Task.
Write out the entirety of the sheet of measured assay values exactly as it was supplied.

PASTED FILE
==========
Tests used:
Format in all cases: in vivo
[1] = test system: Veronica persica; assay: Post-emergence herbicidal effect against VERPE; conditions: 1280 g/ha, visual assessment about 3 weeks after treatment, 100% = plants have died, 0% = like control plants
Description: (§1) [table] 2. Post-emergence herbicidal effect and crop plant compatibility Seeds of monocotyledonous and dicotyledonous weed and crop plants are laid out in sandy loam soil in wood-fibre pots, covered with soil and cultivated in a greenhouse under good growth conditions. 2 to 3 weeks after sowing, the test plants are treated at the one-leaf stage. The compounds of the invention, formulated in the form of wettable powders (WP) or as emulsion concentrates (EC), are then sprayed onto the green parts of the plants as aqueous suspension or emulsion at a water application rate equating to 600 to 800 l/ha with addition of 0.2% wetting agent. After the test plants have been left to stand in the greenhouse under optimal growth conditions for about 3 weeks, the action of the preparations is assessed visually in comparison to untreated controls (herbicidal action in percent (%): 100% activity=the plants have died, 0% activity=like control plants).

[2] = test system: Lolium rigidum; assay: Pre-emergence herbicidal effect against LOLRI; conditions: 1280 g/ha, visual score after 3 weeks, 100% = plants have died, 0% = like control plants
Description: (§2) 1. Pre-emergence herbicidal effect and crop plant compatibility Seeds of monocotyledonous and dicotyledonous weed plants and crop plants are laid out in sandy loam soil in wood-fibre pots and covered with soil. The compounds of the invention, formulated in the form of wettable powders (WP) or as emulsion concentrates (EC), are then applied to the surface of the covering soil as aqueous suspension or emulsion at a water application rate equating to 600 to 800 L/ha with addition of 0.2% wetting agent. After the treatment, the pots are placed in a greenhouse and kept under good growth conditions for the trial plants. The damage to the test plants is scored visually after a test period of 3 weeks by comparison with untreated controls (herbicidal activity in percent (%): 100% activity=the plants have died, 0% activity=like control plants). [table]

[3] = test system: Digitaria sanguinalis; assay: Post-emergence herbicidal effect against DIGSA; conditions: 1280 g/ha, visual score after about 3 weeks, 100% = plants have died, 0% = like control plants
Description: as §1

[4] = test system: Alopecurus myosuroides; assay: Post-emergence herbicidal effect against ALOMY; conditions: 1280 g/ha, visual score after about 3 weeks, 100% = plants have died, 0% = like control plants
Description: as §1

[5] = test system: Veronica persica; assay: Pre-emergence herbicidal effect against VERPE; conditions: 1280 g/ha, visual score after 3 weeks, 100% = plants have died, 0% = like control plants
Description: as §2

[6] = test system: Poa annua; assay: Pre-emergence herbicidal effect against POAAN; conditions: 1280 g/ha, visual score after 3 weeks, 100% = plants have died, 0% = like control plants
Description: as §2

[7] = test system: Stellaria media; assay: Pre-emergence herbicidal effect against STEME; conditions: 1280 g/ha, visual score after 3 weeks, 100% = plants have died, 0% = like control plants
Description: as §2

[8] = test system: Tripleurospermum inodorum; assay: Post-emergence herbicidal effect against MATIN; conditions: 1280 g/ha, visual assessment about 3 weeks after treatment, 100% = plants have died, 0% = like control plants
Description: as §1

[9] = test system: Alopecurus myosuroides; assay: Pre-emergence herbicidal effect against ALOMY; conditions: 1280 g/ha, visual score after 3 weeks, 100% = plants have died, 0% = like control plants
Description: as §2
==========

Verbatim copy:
Tests used:
Format in all cases: in vivo
[1] = test system: Veronica persica; assay: Post-emergence herbicidal effect against VERPE; conditions: 1280 g/ha, visual assessment about 3 weeks after treatment, 100% = plants have died, 0% = like control plants
Description: (§1) [table] 2. Post-emergence herbicidal effect and crop plant compatibility Seeds of monocotyledonous and dicotyledonous weed and crop plants are laid out in sandy loam soil in wood-fibre pots, covered with soil and cultivated in a greenhouse under good growth conditions. 2 to 3 weeks after sowing, the test plants are treated at the one-leaf stage. The compounds of the invention, formulated in the form of wettable powders (WP) or as emulsion concentrates (EC), are then sprayed onto the green parts of the plants as aqueous suspension or emulsion at a water application rate equating to 600 to 800 l/ha with addition of 0.2% wetting agent. After the test plants have been left to stand in the greenhouse under optimal growth conditions for about 3 weeks, the action of the preparations is assessed visually in comparison to untreated controls (herbicidal action in percent (%): 100% activity=the plants have died, 0% activity=like control plants).

[2] = test system: Lolium rigidum; assay: Pre-emergence herbicidal effect against LOLRI; conditions: 1280 g/ha, visual score after 3 weeks, 100% = plants have died, 0% = like control plants
Description: (§2) 1. Pre-emergence herbicidal effect and crop plant compatibility Seeds of monocotyledonous and dicotyledonous weed plants and crop plants are laid out in sandy loam soil in wood-fibre pots and covered with soil. The compounds of the invention, formulated in the form of wettable powders (WP) or as emulsion concentrates (EC), are then applied to the surface of the covering soil as aqueous suspension or emulsion at a water application rate equating to 600 to 800 L/ha with addition of 0.2% wetting agent. After the treatment, the pots are placed in a greenhouse and kept under good growth conditions for the trial plants. The damage to the test plants is scored visually after a test period of 3 weeks by comparison with untreated controls (herbicidal activity in percent (%): 100% activity=the plants have died, 0% activity=like control plants). [table]

[3] = test system: Digitaria sanguinalis; assay: Post-emergence herbicidal effect against DIGSA; conditions: 1280 g/ha, visual score after about 3 weeks, 100% = plants have died, 0% = like control plants
Description: as §1

[4] = test system: Alopecurus myosuroides; assay: Post-emergence herbicidal effect against ALOMY; conditions: 1280 g/ha, visual score after about 3 weeks, 100% = plants have died, 0% = like control plants
Description: as §1

[5] = test system: Veronica persica; assay: Pre-emergence herbicidal effect against VERPE; conditions: 1280 g/ha, visual score after 3 weeks, 100% = plants have died, 0% = like control plants
Description: as §2

[6] = test system: Poa annua; assay: Pre-emergence herbicidal effect against POAAN; conditions: 1280 g/ha, visual score after 3 weeks, 100% = plants have died, 0% = like control plants
Description: as §2

[7] = test system: Stellaria media; assay: Pre-emergence herbicidal effect against STEME; conditions: 1280 g/ha, visual score after 3 weeks, 100% = plants have died, 0% = like control plants
Description: as §2

[8] = test system: Tripleurospermum inodorum; assay: Post-emergence herbicidal effect against MATIN; conditions: 1280 g/ha, visual assessment about 3 weeks after treatment, 100% = plants have died, 0% = like control plants
Description: as §1

[9] = test system: Alopecurus myosuroides; assay: Pre-emergence herbicidal effect against ALOMY; conditions: 1280 g/ha, visual score after 3 weeks, 100% = plants have died, 0% = like control plants
Description: as §2